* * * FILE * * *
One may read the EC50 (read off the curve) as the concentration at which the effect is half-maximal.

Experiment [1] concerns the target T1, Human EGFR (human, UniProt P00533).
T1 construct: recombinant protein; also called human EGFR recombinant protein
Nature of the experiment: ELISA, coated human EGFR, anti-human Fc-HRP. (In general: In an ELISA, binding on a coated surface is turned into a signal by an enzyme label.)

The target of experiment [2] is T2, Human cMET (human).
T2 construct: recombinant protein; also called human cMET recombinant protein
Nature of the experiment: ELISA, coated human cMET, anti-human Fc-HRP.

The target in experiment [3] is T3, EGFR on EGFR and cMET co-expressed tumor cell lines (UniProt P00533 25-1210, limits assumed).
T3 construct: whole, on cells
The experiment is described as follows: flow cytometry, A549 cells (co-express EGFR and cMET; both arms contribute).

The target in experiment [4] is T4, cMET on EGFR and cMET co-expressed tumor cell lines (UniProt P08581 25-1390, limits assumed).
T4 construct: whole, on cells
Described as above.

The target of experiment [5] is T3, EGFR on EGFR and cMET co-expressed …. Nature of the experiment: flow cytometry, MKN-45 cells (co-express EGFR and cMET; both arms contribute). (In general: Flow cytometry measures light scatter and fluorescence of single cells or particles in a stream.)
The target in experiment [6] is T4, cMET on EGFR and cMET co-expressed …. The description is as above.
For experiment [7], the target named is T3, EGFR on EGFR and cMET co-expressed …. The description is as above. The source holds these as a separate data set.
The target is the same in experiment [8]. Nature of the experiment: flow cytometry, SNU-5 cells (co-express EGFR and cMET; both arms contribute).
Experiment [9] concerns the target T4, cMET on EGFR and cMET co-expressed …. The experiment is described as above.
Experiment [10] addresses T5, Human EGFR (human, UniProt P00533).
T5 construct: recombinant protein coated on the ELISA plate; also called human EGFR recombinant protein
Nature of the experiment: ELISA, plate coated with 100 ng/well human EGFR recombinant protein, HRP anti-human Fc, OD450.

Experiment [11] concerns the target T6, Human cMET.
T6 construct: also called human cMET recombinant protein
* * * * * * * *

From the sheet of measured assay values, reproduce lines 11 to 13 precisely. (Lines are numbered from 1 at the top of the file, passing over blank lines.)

The target in experiment [4] is T4, cMET on EGFR and cMET co-expressed tumor cell lines (UniProt P08581 25-1390, limits assumed).
T4 construct: whole, on cells
Described as above.